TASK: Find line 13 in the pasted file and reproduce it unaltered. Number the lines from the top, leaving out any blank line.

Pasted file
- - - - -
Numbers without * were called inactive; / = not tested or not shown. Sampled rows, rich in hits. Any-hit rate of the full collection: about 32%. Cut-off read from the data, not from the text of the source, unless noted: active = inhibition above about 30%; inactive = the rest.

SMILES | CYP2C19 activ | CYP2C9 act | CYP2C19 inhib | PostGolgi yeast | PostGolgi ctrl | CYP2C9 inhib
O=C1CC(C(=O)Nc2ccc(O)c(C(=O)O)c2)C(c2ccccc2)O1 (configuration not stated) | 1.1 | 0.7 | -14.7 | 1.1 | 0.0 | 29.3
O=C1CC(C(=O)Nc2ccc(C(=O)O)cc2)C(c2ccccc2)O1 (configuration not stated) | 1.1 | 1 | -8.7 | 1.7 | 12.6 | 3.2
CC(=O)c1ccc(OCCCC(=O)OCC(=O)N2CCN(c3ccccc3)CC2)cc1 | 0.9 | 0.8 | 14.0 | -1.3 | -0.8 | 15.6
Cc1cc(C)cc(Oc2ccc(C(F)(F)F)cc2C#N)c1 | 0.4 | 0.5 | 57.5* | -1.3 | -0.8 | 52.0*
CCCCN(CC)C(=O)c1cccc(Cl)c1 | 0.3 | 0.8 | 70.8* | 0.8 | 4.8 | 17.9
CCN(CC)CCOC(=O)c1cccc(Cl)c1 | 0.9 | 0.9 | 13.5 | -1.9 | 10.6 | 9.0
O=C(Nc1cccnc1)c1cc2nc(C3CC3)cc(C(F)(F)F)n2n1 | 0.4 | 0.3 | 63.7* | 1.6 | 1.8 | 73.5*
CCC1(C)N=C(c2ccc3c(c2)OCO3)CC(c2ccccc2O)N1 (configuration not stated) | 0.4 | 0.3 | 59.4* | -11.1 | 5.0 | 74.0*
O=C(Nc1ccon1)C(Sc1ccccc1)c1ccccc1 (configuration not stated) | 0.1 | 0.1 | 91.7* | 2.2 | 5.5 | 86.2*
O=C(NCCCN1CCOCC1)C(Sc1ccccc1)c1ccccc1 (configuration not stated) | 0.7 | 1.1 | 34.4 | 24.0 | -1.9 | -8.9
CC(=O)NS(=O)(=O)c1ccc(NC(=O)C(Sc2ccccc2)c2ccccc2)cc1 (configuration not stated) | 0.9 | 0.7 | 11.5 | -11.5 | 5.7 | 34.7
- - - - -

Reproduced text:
CC(=O)NS(=O)(=O)c1ccc(NC(=O)C(Sc2ccccc2)c2ccccc2)cc1 (configuration not stated) | 0.9 | 0.7 | 11.5 | -11.5 | 5.7 | 34.7